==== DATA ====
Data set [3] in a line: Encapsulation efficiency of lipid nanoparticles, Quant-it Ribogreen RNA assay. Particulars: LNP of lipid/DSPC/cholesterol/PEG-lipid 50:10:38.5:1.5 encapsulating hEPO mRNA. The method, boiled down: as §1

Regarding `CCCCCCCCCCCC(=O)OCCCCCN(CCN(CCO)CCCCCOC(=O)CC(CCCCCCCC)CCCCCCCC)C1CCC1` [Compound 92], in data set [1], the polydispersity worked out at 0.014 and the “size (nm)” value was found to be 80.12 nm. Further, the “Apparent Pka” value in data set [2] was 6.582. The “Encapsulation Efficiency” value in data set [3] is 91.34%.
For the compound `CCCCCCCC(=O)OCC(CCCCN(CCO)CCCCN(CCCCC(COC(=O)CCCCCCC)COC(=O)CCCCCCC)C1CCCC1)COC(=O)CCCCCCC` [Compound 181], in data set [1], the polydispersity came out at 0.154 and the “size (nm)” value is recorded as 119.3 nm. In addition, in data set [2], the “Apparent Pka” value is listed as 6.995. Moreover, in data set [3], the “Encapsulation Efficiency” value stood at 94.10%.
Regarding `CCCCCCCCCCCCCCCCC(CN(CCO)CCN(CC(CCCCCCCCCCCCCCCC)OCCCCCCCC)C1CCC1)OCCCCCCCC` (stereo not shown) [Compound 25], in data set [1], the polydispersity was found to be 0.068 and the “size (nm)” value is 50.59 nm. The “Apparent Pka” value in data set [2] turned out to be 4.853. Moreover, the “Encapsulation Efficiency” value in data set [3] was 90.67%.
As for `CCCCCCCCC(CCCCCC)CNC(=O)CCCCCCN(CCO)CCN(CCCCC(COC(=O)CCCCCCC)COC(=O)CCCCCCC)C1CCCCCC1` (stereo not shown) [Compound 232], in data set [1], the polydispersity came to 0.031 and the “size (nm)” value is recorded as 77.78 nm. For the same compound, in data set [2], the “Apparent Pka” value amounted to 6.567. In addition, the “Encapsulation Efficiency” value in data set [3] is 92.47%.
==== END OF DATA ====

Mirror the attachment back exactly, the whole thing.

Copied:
Data set [3] in a line: Encapsulation efficiency of lipid nanoparticles, Quant-it Ribogreen RNA assay. Particulars: LNP of lipid/DSPC/cholesterol/PEG-lipid 50:10:38.5:1.5 encapsulating hEPO mRNA. The method, boiled down: as §1

Regarding `CCCCCCCCCCCC(=O)OCCCCCN(CCN(CCO)CCCCCOC(=O)CC(CCCCCCCC)CCCCCCCC)C1CCC1` [Compound 92], in data set [1], the polydispersity worked out at 0.014 and the “size (nm)” value was found to be 80.12 nm. Further, the “Apparent Pka” value in data set [2] was 6.582. The “Encapsulation Efficiency” value in data set [3] is 91.34%.
For the compound `CCCCCCCC(=O)OCC(CCCCN(CCO)CCCCN(CCCCC(COC(=O)CCCCCCC)COC(=O)CCCCCCC)C1CCCC1)COC(=O)CCCCCCC` [Compound 181], in data set [1], the polydispersity came out at 0.154 and the “size (nm)” value is recorded as 119.3 nm. In addition, in data set [2], the “Apparent Pka” value is listed as 6.995. Moreover, in data set [3], the “Encapsulation Efficiency” value stood at 94.10%.
Regarding `CCCCCCCCCCCCCCCCC(CN(CCO)CCN(CC(CCCCCCCCCCCCCCCC)OCCCCCCCC)C1CCC1)OCCCCCCCC` (stereo not shown) [Compound 25], in data set [1], the polydispersity was found to be 0.068 and the “size (nm)” value is 50.59 nm. The “Apparent Pka” value in data set [2] turned out to be 4.853. Moreover, the “Encapsulation Efficiency” value in data set [3] was 90.67%.
As for `CCCCCCCCC(CCCCCC)CNC(=O)CCCCCCN(CCO)CCN(CCCCC(COC(=O)CCCCCCC)COC(=O)CCCCCCC)C1CCCCCC1` (stereo not shown) [Compound 232], in data set [1], the polydispersity came to 0.031 and the “size (nm)” value is recorded as 77.78 nm. For the same compound, in data set [2], the “Apparent Pka” value amounted to 6.567. In addition, the “Encapsulation Efficiency” value in data set [3] is 92.47%.